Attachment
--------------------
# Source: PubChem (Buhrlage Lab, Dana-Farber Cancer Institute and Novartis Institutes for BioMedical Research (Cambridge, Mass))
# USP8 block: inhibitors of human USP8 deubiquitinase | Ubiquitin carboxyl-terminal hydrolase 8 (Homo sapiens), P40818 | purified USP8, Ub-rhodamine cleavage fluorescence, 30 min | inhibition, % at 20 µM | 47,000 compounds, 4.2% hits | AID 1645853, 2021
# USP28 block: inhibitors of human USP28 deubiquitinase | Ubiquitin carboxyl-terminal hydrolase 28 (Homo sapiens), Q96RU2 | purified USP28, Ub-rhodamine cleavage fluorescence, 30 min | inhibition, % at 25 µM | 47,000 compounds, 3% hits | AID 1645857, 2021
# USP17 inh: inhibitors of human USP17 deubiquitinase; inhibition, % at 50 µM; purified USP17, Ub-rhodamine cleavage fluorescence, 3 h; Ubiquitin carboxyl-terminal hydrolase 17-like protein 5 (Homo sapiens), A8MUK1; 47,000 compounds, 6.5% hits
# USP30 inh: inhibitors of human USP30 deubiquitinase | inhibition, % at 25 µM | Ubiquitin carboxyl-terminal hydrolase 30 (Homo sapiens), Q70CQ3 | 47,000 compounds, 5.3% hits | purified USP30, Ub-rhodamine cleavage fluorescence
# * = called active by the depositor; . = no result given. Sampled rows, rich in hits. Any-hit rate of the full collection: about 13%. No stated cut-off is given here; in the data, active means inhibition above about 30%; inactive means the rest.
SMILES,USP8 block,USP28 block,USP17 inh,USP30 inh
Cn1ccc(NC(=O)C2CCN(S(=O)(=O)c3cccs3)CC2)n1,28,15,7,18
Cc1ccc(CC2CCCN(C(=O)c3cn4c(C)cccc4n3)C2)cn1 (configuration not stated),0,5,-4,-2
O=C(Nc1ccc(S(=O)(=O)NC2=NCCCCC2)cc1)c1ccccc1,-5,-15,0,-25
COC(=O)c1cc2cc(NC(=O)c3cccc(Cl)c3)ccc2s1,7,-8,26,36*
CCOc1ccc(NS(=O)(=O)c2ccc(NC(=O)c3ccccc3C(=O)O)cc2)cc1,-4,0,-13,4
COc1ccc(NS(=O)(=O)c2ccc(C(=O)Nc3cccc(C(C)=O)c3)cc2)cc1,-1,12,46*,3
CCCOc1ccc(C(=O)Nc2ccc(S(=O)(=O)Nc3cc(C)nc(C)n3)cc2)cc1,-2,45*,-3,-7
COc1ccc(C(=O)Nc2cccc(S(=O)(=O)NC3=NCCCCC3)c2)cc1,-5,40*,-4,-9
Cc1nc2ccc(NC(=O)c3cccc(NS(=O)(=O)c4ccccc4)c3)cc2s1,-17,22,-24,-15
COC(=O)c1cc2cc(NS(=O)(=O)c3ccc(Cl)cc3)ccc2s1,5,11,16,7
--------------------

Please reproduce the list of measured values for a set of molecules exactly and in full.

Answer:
# Source: PubChem (Buhrlage Lab, Dana-Farber Cancer Institute and Novartis Institutes for BioMedical Research (Cambridge, Mass))
# USP8 block: inhibitors of human USP8 deubiquitinase | Ubiquitin carboxyl-terminal hydrolase 8 (Homo sapiens), P40818 | purified USP8, Ub-rhodamine cleavage fluorescence, 30 min | inhibition, % at 20 µM | 47,000 compounds, 4.2% hits | AID 1645853, 2021
# USP28 block: inhibitors of human USP28 deubiquitinase | Ubiquitin carboxyl-terminal hydrolase 28 (Homo sapiens), Q96RU2 | purified USP28, Ub-rhodamine cleavage fluorescence, 30 min | inhibition, % at 25 µM | 47,000 compounds, 3% hits | AID 1645857, 2021
# USP17 inh: inhibitors of human USP17 deubiquitinase; inhibition, % at 50 µM; purified USP17, Ub-rhodamine cleavage fluorescence, 3 h; Ubiquitin carboxyl-terminal hydrolase 17-like protein 5 (Homo sapiens), A8MUK1; 47,000 compounds, 6.5% hits
# USP30 inh: inhibitors of human USP30 deubiquitinase | inhibition, % at 25 µM | Ubiquitin carboxyl-terminal hydrolase 30 (Homo sapiens), Q70CQ3 | 47,000 compounds, 5.3% hits | purified USP30, Ub-rhodamine cleavage fluorescence
# * = called active by the depositor; . = no result given. Sampled rows, rich in hits. Any-hit rate of the full collection: about 13%. No stated cut-off is given here; in the data, active means inhibition above about 30%; inactive means the rest.
SMILES,USP8 block,USP28 block,USP17 inh,USP30 inh
Cn1ccc(NC(=O)C2CCN(S(=O)(=O)c3cccs3)CC2)n1,28,15,7,18
Cc1ccc(CC2CCCN(C(=O)c3cn4c(C)cccc4n3)C2)cn1 (configuration not stated),0,5,-4,-2
O=C(Nc1ccc(S(=O)(=O)NC2=NCCCCC2)cc1)c1ccccc1,-5,-15,0,-25
COC(=O)c1cc2cc(NC(=O)c3cccc(Cl)c3)ccc2s1,7,-8,26,36*
CCOc1ccc(NS(=O)(=O)c2ccc(NC(=O)c3ccccc3C(=O)O)cc2)cc1,-4,0,-13,4
COc1ccc(NS(=O)(=O)c2ccc(C(=O)Nc3cccc(C(C)=O)c3)cc2)cc1,-1,12,46*,3
CCCOc1ccc(C(=O)Nc2ccc(S(=O)(=O)Nc3cc(C)nc(C)n3)cc2)cc1,-2,45*,-3,-7
COc1ccc(C(=O)Nc2cccc(S(=O)(=O)NC3=NCCCCC3)c2)cc1,-5,40*,-4,-9
Cc1nc2ccc(NC(=O)c3cccc(NS(=O)(=O)c4ccccc4)c3)cc2s1,-17,22,-24,-15
COC(=O)c1cc2cc(NS(=O)(=O)c3ccc(Cl)cc3)ccc2s1,5,11,16,7